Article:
The ones we do see are likely to be mostly—if not all—crossovers, as the U.S. is even more partial to the body style than foreign markets. Diaz wouldn’t say that there would be no cars in the lineup, but he sees the sedan market as a whole as continuing to shrink.
“Industry-wide, I don’t think cars are ever going to be completely gone[...],” Diaz said. “[The market for sedans] won’t be huge, it will continue to drop as CUVs get more popular, but you have some people who just need basic transportation and there will always be a segment for that.”
Whether that segment would be served by Mitsubishi, though, remains to be seen. What is clear is that the crossover market is competitive and Mitsubishi is a small manufacturer without the deep pockets of Toyota and General Motors.
So Nissan seems to be Mitsubishi’s way out. Following the fuel economy cheating scandal that plagued Mitsubishi in Japan, Nissan swooped in and purchased a controlling stake in the struggling automaker in 2016.
The world’s 17th-largest automaker by production, Mitsubishi now benefits from being part of the massive Renault-Nissan-Mitsubishi alliance. Of call cars sold in 2017, one in nine came from that alliance. Suffice to say, Mitsubishi is set up to benefit from economies of scale in a way it never has before.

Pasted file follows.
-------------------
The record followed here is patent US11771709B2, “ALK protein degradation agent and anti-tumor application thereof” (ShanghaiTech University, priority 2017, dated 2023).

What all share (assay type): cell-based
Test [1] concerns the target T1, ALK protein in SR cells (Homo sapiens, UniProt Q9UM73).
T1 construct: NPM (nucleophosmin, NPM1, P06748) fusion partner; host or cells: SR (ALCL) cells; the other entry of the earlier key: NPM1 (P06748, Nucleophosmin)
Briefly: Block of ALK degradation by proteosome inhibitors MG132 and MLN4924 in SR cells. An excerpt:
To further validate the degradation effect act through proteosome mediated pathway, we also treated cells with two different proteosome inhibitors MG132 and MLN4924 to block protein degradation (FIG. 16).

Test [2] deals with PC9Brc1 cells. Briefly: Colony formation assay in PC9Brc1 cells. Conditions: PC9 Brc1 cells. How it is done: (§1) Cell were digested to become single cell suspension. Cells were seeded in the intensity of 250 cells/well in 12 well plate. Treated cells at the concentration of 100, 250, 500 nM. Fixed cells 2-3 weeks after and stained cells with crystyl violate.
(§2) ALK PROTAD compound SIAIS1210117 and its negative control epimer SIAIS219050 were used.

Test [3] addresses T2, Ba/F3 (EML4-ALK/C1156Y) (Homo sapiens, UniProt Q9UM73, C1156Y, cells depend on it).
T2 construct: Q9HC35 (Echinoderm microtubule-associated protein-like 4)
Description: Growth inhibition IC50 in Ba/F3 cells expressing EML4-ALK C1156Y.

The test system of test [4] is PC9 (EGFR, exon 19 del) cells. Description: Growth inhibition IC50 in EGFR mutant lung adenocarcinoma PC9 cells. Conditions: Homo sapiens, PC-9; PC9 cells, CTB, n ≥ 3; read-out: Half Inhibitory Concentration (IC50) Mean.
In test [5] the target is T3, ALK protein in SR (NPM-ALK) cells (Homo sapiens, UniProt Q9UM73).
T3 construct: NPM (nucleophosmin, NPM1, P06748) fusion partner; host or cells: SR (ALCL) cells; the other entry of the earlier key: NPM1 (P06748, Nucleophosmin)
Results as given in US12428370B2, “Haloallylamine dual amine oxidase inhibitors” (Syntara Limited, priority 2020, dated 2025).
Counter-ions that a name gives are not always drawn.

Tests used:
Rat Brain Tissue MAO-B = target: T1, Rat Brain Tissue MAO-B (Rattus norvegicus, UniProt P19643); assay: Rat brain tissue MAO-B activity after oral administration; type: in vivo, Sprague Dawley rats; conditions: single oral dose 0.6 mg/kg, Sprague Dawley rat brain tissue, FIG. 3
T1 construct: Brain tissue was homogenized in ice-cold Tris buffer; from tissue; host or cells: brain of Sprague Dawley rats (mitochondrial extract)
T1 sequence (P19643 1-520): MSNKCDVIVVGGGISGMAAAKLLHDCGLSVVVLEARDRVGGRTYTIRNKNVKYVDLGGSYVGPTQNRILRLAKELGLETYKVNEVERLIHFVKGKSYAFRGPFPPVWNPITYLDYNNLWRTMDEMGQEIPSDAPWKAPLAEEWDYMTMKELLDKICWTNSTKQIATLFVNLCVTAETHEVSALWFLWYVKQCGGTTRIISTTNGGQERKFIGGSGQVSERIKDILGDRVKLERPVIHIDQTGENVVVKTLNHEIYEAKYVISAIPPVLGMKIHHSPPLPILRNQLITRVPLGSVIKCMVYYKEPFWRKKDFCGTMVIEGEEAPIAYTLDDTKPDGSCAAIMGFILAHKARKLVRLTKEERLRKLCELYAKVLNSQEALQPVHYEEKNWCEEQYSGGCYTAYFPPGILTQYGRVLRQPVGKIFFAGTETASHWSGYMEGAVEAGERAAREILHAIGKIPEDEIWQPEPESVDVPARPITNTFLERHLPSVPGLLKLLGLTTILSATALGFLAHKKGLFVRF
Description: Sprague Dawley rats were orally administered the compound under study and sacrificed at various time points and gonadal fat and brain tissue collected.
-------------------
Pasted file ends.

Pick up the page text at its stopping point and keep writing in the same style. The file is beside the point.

Diaz says the company is working hard to find ways to take advantage of that. The auto industry is filled with complicated regulations, high development costs and fixed costs that need to be amortized over as many units as possible. Technology and platform sharing, at this point, is a must to stay competitive.
Having come to the company from Nissan, Diaz is well aware of how much money is on the table. Last year, he says, synergies between brands in the alliance saved the company a whopping $6.6 billion. Renault-Mitsubishi-Nissan currently has 30 different teams working worldwide to find further overlap in the business, as full integration of Mitsubishi is still in progress.